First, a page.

June 7, 2017
Suezmax freight rates out of West Africa have come under recent pressure, plagued by poor fundamentals on both the demand and supply sides of the equation in what can be described as “the perfect storm.” Despite reports of higher crude output in Nigeria and the recent lifting of force majeure on the Forcados crude stream, we have observed just five vessels reported fixed or on subjects by mid-week, representing softer tanker demand. From a vessel supply perspective, the tonnage list in West Africa remains long, compounded by a weaker Arabian Gulf market sending ballasters into the region.
With the tonnage to cargo ratio working in the charterers favor, the voyages across the Atlantic to the US East Coast were quoted at WS 62.5 today, while trips to the United Kingdom were pegged around WS 67.5. Both trades fell about 15 WS points or about 19% from Fridays close; however, we expect the decline to decelerate and freight rates to trade at or slightly below current levels for the remainder of the week. Beyond this period, we project Suezmax rates in West Africa to find some support from steady Nigerian oil output as well as increased crude demand from refiners in both Northern Europe and the US Atlantic Coast.
May 25, 2017
A shuttle tanker is a vessel specifically designed to transport oil from offshore oil fields or large oil tankers to onshore refineries. While this is typically the function of a pipeline, a shuttle tanker may be preferred due to their flexibility to transport oil to any destination, easy maintenance and ability to safely operate in harsh climates and deep water regions. Shuttle tankers are equipped with computerized technology, known as “dynamic positioning,” which help to keep the vessel on position at all times. They also offer additional benefits that pipelines cannot, including the ability to segregate oil, while pipelines usually blend crude from various oil fields.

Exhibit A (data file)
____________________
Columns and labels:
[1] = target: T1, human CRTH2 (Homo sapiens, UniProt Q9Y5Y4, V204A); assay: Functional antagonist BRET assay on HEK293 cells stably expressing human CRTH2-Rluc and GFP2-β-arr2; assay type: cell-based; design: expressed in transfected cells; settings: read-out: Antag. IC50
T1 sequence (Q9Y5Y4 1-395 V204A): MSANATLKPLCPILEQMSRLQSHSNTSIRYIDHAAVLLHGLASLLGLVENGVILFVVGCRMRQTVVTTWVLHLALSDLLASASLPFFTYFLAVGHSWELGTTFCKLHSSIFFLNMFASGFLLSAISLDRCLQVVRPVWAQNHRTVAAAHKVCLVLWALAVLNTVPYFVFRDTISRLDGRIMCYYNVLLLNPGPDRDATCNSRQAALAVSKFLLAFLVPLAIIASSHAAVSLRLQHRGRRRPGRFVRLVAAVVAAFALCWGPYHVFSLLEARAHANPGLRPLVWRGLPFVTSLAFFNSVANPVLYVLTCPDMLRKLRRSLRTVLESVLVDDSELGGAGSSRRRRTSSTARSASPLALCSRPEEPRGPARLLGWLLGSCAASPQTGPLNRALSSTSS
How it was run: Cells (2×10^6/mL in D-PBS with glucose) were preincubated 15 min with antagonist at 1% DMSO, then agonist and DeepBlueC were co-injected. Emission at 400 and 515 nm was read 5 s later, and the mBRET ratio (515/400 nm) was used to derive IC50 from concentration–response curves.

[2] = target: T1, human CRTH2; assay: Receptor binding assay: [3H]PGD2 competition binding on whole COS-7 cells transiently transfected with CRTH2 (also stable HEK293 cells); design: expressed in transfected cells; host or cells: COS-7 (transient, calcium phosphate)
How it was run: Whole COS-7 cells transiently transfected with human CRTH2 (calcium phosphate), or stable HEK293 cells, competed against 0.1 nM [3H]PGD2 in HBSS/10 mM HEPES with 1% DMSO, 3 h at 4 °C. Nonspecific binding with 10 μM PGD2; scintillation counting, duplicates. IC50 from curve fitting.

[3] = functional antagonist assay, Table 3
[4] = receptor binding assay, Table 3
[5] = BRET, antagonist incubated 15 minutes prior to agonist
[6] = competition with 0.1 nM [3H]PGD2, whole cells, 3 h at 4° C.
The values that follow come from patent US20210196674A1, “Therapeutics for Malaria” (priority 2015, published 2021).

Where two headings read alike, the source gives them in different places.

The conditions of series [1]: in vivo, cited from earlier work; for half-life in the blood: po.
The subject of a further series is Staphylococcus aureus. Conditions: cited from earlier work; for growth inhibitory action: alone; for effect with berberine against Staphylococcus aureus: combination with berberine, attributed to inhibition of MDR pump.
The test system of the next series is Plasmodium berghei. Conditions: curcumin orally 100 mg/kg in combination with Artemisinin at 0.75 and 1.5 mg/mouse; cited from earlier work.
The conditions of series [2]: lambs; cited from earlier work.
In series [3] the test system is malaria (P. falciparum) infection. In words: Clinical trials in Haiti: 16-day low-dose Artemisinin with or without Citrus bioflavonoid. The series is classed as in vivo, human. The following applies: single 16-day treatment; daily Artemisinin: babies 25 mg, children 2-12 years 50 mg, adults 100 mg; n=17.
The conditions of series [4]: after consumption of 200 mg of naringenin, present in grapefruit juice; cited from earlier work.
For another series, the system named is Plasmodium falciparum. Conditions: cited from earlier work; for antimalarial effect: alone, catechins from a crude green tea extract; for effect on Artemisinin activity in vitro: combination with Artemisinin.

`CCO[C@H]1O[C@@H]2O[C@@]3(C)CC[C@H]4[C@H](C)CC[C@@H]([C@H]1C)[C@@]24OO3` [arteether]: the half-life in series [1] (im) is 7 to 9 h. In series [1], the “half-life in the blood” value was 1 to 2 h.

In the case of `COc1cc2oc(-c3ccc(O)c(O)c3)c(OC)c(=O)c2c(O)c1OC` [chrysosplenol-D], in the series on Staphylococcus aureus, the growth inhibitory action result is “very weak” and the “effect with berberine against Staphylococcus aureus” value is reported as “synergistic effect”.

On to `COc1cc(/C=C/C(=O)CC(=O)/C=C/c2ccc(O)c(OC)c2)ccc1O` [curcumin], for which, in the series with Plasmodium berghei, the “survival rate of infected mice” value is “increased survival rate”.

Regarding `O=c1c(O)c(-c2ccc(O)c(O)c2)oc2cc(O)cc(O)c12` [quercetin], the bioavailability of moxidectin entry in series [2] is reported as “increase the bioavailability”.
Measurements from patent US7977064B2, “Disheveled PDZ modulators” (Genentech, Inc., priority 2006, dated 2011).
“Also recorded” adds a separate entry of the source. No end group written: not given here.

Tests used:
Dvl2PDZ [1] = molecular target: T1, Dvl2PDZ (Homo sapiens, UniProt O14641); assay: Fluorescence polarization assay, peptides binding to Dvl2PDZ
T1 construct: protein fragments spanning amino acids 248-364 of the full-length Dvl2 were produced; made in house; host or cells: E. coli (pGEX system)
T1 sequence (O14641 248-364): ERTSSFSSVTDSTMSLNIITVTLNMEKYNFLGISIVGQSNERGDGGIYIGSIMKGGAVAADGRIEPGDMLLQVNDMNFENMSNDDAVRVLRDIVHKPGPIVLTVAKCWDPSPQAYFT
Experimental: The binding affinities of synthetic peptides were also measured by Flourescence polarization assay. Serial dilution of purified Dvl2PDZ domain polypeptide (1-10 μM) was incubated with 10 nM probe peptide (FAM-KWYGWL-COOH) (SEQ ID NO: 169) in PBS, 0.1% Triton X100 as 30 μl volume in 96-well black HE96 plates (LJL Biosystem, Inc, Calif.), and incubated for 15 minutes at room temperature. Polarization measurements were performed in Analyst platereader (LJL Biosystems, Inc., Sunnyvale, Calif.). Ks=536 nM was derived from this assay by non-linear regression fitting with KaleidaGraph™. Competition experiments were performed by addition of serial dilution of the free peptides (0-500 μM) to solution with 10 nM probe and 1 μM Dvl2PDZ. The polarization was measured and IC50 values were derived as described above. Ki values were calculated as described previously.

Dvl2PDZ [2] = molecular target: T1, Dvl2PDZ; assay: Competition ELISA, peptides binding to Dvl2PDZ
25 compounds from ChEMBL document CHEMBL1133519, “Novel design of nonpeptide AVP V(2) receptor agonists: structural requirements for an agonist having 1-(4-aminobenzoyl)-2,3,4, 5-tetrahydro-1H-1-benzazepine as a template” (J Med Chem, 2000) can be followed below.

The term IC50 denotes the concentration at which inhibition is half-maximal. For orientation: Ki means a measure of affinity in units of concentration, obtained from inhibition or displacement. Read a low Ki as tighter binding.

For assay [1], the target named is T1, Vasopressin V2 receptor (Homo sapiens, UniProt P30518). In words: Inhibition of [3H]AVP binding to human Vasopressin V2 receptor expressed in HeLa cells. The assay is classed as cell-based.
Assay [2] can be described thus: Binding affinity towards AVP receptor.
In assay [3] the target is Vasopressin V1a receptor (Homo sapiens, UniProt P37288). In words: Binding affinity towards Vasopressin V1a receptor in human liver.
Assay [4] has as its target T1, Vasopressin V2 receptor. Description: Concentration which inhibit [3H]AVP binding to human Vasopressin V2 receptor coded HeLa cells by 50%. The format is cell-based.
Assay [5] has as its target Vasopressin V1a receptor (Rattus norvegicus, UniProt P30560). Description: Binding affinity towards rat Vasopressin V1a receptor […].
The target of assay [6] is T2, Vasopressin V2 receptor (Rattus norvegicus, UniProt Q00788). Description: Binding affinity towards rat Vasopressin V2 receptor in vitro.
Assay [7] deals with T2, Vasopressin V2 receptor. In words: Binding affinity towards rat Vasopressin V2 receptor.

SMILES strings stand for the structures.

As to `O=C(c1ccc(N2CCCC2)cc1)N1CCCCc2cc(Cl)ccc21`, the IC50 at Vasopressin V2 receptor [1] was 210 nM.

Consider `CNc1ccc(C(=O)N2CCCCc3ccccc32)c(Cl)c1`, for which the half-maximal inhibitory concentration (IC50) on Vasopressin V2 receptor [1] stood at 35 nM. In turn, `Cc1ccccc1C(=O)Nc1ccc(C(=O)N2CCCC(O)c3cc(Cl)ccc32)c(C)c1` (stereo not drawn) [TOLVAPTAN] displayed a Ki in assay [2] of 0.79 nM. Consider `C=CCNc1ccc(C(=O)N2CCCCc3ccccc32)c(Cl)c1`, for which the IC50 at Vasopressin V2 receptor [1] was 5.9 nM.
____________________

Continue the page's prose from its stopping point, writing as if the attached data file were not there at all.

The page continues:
These types of vessels were most commonly utilized in the North Sea initially; however, due to an increase in oceanic oil exploration and the vessels’ popularity, they are now deployed in many regions across the globe. Activity off the East Coast of South America has now surpassed activity in the North Sea, as calls are frequently made to 19 FPSO/FSOs owned by Petrobras in the area.
There are currently 90 shuttle tankers (including small MR-sized tankers) in the global fleet, with an average age of 10 years old. Teekay is the world’s largest owner of shuttle tankers, accounting for 31% of the total fleet, followed by Knutsen with 23 shuttle tankers. The shuttle tanker fleet is anticipated to expand by five vessels from 2017-2018.
For a more detailed view of shuttle tanker fleet, download McQuilling Services' 2017 Shuttle Tanker Snapshot
May 22, 2017
On Thursday, May 25, McQuilling Services' Senior Shipping and Finance Advisor, Stefanos Kazantzis, will participate in the "Role of the Broker" Panel Discussion at Intertanko's Annual Tanker Event 2017. The panel discussion will commence at 1400 hours in the Grande Ballroom at the Houstonian Hotel and will aim to cover the following topics:
- Brokers - forecasters or fixers?
- Is the role of the broker evolving in step with the changing face of the chartering and S&P sector and the changing roles of the individual players?
- Impact of technology on the interaction between industry participants
- Broker projects desks add strategic evaluation of S&P projects to broking services, with increased involvement and responsibility, advising on financing, employment options and optimimizing project returns. How are broking houses handling this?
For more information about this event, please visit the Intertanko website